Editorial

Feature in Issue 16-1 | Spring 2004

Spring is sprung, and Total Theatre Magazine throws off the feather boas and fluffy mules of burlesque and cabaret to don our wellies and venture into the great outdoors, eyes blinking in the sunshine.

And what do we find? That British street theatre has grown up – literally, as bigger and brasher shows and events take to the streets. Edward Taylor reflects on the joys and challenges of moving up the scale. Meanwhile, it is the 30th anniversary of the Winchester Hat Fair, perhaps the UK’s oldest organised street festival. Director Sian Thomas and Winchester resident fool Jonathan Kay give us a taste of the history of this eclectic arts event and a hint of things to come. Looking the other way – back to a completed project – Anne Tucker reflects on the effect that French company PHUN had on the residents and workers of Manchester’s city centre, transformed overnight into a rural idyll.

Bridging the gap between indoors and outdoors come Welfare State International. I met up with John Fox on the significance of their One Rock project, an art/science collaborative crossover that also manages to take in local history, politics and spirituality. And talking of collaborations - Richard Cuming raises the thorny question of how best to create co-owned, co-devised theatre work without upsetting the balance of delicate egos, and without subjugating one strand of the work to the tyranny of another.

The theme of collaborations is one which will continue to pop up throughout this year in Total Theatre Magazine, as more and more work emerges that breaks the boundaries not only of different arts disciplines but also of the damaging rift between arts, sciences and humanities that has plagued our culture since the Enlightenment. Renaissance Man is here!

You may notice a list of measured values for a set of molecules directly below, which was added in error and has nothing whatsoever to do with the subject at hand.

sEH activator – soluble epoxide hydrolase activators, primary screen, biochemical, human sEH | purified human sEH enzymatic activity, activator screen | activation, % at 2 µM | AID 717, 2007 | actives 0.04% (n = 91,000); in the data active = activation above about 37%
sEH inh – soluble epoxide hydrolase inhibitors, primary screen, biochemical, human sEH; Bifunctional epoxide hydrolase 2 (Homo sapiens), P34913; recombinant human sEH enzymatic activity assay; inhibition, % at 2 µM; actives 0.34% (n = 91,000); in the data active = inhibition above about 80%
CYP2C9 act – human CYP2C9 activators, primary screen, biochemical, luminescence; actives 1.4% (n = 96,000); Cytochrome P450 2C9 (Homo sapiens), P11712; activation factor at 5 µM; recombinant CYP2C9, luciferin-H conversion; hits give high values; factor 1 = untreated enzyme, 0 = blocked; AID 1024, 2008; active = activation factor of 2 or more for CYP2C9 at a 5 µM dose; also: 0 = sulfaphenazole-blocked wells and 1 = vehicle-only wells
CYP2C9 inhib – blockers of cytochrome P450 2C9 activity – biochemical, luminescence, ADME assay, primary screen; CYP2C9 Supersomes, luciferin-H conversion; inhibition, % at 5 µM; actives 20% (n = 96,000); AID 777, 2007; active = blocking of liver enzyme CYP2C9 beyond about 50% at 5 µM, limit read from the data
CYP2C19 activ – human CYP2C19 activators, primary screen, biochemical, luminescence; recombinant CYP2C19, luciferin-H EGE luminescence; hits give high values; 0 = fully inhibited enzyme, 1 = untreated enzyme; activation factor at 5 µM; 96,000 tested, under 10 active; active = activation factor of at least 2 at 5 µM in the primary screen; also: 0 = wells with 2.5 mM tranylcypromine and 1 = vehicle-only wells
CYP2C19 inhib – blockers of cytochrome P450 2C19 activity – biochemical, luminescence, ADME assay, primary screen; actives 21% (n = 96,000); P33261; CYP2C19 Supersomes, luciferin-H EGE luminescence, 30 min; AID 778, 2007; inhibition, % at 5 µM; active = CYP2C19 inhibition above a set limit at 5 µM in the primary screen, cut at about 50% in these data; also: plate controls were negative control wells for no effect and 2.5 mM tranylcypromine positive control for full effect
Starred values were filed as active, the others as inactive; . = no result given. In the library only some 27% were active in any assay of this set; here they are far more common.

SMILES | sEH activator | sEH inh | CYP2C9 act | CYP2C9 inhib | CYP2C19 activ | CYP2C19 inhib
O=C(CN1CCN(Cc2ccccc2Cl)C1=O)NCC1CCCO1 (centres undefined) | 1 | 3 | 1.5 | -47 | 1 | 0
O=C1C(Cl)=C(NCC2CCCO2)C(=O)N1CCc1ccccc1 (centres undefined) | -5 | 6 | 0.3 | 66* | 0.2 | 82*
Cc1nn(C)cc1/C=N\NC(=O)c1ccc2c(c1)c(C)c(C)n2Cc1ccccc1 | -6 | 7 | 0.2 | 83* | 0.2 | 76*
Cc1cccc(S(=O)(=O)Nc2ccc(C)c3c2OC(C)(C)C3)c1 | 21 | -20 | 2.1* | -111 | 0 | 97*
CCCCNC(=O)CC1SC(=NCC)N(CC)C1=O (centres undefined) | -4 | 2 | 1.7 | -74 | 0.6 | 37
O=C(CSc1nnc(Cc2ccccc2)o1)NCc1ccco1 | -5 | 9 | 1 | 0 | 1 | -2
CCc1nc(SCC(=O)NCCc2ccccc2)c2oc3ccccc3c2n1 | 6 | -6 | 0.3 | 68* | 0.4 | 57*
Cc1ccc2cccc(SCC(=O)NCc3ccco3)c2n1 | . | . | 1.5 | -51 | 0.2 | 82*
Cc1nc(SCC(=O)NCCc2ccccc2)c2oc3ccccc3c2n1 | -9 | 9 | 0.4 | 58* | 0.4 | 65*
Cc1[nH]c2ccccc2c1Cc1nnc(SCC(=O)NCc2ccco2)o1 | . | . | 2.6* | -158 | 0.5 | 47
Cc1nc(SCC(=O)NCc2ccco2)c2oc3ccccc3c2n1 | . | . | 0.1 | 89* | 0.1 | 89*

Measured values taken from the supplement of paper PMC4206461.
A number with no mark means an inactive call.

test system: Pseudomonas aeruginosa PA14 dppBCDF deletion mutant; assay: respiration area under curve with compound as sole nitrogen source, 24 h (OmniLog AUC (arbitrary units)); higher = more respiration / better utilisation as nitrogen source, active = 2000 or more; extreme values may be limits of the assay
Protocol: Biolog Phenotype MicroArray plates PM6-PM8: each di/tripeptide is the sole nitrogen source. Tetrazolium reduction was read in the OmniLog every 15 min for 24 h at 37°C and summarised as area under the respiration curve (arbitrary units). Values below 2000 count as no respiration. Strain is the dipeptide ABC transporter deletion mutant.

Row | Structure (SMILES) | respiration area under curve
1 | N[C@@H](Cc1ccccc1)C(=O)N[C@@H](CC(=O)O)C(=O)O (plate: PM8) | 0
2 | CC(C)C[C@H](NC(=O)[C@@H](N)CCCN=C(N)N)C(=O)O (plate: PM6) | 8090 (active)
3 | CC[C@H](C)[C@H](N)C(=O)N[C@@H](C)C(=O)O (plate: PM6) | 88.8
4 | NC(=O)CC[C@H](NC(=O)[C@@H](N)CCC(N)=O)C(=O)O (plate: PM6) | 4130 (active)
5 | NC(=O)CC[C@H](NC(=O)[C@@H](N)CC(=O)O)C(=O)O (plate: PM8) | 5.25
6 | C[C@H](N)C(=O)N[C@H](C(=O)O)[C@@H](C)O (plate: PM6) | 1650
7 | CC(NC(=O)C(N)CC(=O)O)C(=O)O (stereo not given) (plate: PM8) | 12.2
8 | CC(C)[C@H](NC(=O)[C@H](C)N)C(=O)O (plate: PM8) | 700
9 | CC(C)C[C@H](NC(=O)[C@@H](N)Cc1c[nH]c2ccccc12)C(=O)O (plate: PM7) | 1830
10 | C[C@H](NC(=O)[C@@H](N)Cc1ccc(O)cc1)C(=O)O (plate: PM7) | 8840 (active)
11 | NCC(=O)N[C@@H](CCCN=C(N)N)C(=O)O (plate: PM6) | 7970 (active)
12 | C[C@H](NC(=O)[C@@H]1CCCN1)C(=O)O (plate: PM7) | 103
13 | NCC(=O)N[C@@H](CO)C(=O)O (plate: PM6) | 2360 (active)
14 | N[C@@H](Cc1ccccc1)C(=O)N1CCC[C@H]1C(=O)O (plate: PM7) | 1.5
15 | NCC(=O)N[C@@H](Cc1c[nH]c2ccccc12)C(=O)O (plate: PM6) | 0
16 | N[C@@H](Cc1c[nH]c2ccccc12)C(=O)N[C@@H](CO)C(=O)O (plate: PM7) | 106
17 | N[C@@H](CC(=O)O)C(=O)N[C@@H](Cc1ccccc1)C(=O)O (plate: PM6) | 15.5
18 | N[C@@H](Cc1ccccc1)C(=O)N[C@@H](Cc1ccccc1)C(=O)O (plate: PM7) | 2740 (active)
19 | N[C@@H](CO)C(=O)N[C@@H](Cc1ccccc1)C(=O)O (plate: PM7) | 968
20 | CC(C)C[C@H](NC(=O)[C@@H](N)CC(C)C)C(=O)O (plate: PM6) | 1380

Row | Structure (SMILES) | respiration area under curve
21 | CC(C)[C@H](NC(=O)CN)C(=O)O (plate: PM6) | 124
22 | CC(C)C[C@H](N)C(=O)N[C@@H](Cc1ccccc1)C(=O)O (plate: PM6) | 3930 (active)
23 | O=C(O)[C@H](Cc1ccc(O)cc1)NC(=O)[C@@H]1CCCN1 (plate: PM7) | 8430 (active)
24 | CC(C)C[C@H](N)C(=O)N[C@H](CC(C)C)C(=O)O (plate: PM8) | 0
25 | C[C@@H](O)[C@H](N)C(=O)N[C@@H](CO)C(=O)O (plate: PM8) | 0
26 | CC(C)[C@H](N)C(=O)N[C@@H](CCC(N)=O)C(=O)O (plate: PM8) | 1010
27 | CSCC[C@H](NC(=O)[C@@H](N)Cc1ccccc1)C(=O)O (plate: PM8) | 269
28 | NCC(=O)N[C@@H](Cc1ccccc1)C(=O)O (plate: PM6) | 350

And Renaissance Woman too, of course… At our latest Total Theatre Talks event, held during the London International Mime Festival (January 2004), we invited a panel of distinguished female practitioners of physical and visual performance to come together to reflect on their work. Miriam King reports on the day – and reflects on the speakers’ presentations from her perspective as a ‘fellow’ female performer. Issues raised during the day included the notion of performing the feminine versus androgyny in performance, the ageing female body exposed on stage, and women as creators rather then interpreters of others’ creativity. All of which will, I’m sure, stay issues to be addressed throughout 2004… Watch this space!

This article in the magazine

Issue 16-1
p. 4